Several friends from graduate school have transplanted themselves, en masse, to the greater Washington, D.C. area and I was long overdue for a visit. Traveling mid-week meant that I would also have the time to play tourist and explore the city while they went about their work. I first took a bit of time to explore the sculpture garden that is part of the National Portrait Gallery, which was quite fun (including a spot-on replica of a Parisian metro station that really confused me for a few seconds).

(Identical to Paris – minus the stairs and tunnels, but including the sleeper in the corner)

(I like to think of this one as “Donnie Darko meets The Thinker“)

(This tree reminds me of UCSD)

Realizing that I needed a snack before deciding where to go next, I grabbed a hot dog from a kiosk on the Mall and ate it while enjoying the incredible view .

Unfortunately, it seemed that I had brought the rain and cold winds down from Boston with me, but this gave me a great excuse for digging around two fantastic museums – The Museum of American History and The Natural History Museum – for the rest of the day.

(The central exhibit after entering the is the original flag that inspired the writing of “The Star Spangled Banner“, located behind this metallic sculpture. Brought me to tears immediately. Way to start of a museum tour).

(The First Ladies exhibit was excellent – Mary Todd Lincoln had the smallest waist ever and Barbara Bush was a big woman).

(I watched an interactive discussion with children about the civil rights movement that started at this counter and was amazed to watch history come alive through their eyes.)

(Julia Child’s kitchen. Old PBS episodes playing in the background, including the one where she teaches how to make omelettes. She explains that she is making an omelette de fromage (cheese) for herself, omelette epinards (spinach) for her husband and, why not, omelette de fois (liver) for her mother-in-law. The whole room cracked up when she said that.)

(Medical tools from the Revolutionary War period, including a cartoon of amputation above – and the saw below).

(Vietnam War exhibit – as the first war that America watched on television, the exhibit was a collection of clips shown on 1970’s era TVs while sitting on overstuffed couches. Surreal).

(Who does not love dinosaurs, at any age ?)

(Sparkles)

(This guy would be SO dead)

Museuming can be a hard day’s work, but I was sure to save my energy to enjoy the evening with my friends – they were the ones I was here to see, after all. At least until the next day.

Cures for the Blahs

As a warning, if you have a Y chromosome it is best to leave now. We’ll be back to our regularly scheduled program of bizarrely dressed Parisians tomorrow…

There are some days that are just blah. Today was one of those days. There were definitely highs – great lunch conversation and an impressively well executed chalk talk – but for the most part the day just hovered in the apathy zone. At one point outside forces pushed me into full-force anger but then, like a boomerang, I returned to indifference. Ideas were fleeting, inspiration/motivation at a lull and productivity practically non-existent.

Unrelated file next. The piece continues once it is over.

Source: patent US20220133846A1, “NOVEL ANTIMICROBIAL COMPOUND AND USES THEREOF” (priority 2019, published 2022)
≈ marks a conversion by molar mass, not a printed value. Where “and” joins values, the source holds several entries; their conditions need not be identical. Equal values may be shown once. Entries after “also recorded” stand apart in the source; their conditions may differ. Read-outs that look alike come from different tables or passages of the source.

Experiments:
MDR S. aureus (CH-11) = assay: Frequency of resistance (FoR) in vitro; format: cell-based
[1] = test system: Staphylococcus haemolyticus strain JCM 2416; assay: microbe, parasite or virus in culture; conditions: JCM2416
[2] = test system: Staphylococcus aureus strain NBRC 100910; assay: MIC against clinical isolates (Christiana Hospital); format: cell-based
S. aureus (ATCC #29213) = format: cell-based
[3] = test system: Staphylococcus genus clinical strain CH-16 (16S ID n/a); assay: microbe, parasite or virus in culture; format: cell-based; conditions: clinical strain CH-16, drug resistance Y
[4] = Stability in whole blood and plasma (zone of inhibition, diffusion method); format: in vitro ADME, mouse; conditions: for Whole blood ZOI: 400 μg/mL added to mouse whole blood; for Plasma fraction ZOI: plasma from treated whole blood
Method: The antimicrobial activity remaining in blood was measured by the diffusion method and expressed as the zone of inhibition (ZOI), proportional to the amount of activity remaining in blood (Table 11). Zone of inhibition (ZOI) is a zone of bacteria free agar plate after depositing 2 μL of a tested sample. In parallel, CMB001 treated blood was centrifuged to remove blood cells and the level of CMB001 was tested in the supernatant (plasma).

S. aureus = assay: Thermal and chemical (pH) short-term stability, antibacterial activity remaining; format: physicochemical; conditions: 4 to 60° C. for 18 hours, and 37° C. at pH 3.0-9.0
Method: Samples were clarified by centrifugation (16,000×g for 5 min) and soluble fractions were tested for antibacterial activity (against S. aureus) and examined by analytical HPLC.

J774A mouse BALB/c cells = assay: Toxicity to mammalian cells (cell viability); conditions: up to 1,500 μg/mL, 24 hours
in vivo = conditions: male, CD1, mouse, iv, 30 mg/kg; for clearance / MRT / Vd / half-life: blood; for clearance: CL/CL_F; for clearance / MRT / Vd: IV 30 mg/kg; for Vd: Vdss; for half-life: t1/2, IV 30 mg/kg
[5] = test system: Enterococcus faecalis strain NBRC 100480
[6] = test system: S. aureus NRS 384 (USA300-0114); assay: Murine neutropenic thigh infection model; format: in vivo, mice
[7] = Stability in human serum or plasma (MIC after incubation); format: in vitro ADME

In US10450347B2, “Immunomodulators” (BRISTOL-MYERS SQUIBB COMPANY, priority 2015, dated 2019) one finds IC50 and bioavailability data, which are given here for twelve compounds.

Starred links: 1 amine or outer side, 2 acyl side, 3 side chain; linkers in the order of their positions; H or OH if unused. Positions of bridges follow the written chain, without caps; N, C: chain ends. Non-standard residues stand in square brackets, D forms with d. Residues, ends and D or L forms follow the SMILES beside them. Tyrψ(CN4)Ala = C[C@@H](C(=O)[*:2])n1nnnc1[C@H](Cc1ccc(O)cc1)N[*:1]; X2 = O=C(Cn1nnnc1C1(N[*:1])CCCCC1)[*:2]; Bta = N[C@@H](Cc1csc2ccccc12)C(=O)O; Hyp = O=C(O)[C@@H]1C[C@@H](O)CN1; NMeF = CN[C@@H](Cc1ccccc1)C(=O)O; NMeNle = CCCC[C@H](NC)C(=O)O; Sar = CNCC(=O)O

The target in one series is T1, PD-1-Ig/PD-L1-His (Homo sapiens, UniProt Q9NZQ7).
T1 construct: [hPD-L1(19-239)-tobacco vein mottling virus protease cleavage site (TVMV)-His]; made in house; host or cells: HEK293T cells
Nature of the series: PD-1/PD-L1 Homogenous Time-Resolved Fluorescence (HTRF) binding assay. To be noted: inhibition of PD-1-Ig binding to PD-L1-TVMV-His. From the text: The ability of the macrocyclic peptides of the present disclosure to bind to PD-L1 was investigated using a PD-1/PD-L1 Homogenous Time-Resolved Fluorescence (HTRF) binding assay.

I am sure a lot of this is the post-Bastille Day-I-really-have-to-go-to-work-early realization (and need for sleep), but then again, sometimes I’m just not feeling it. I tried the usual suspects for cheering me up: loud dance music, rambling conversations with funny colleagues, online shopping and even (gasp!) beer with friends. I did stop short of karaoke at an Irish pub. Maybe that was the key…

I arrived home, still feeling out of sorts and I pulled out all the stops. The one thing that will make me smile when all of the above cannot?

Red toes. (Yes, I have freakishly fat pinky toes.)

They just make me happy. Now I feel a bit lighter and I’m starting to dance around the house. I know that out there on the interwebs, the girls get me. The guys are shaking their heads wondering why they didn’t just pay attention and wait until tomorrow to catch up. Told you so.

Happy 4th!!

Growing up in a small town on the central coast of California, I always thought of June through August as the foggy season. Technically, it is. Dry heat inland pulls cool air and clouds from out over the water onto the coast covering the shoreline with damp, grey fog for much of the summer. The only time I really minded so much was on the 4th of July. Hopeful for a clear night, my family would always pack snacks and hot cocoa and head down to the harbor to claim our prime fireworks viewing spot. Every other year (or so) we were disappointed. We could see each rocket shoot up, disappear into the clouds and then the fog would take on a pulsing green or red color for a few seconds, followed by a giant boom. Not all was lost, we still had our town parade and the chance that *this* year it would be clear enough to see every last sparkle.

What I could count on was that each 4th of July afternoon, as it was getting dark in Boston, the most amazing fireworks show over the Charles River was broadcast nationwide on A&E. Here the pyrotechnics were synched to a musical score and prior to the show there was always a lively orchestra performance of Tchaikovsky’s “1812 Overture” complete with cannons. This seemed to be the ultimate in patriotic celebration. (Note: Looking to link to A&E, I notice they no longer show the broadcast. This makes me a little sad. And old.)